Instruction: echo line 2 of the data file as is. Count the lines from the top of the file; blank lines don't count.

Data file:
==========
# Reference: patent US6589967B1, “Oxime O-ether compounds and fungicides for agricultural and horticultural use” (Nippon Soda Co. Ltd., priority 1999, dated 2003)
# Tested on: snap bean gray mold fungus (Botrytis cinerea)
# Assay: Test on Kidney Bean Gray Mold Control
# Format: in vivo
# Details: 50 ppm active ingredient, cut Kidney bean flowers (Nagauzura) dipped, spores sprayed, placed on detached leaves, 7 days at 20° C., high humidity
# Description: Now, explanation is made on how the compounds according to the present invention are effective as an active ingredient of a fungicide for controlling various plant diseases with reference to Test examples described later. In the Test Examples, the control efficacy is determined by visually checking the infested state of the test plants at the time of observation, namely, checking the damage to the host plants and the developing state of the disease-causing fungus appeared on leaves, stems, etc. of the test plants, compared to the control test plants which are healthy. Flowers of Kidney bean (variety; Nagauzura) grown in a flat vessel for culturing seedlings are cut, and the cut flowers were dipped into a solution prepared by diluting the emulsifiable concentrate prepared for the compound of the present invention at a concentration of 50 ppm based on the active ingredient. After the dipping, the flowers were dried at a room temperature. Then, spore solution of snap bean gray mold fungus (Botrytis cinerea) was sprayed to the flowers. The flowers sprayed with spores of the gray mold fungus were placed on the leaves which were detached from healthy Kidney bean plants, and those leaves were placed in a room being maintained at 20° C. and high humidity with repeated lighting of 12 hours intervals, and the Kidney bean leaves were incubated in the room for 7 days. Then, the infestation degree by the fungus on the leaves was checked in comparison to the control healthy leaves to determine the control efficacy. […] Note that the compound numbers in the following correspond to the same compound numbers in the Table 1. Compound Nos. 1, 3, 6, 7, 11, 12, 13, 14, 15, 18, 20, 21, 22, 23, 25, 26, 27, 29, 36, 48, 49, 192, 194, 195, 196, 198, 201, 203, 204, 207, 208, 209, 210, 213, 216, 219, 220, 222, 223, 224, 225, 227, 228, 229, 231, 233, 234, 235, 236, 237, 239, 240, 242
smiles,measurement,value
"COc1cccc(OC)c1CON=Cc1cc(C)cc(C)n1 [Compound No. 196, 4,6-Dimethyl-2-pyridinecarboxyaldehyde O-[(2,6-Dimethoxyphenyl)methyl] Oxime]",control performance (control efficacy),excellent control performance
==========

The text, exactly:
# Tested on: snap bean gray mold fungus (Botrytis cinerea)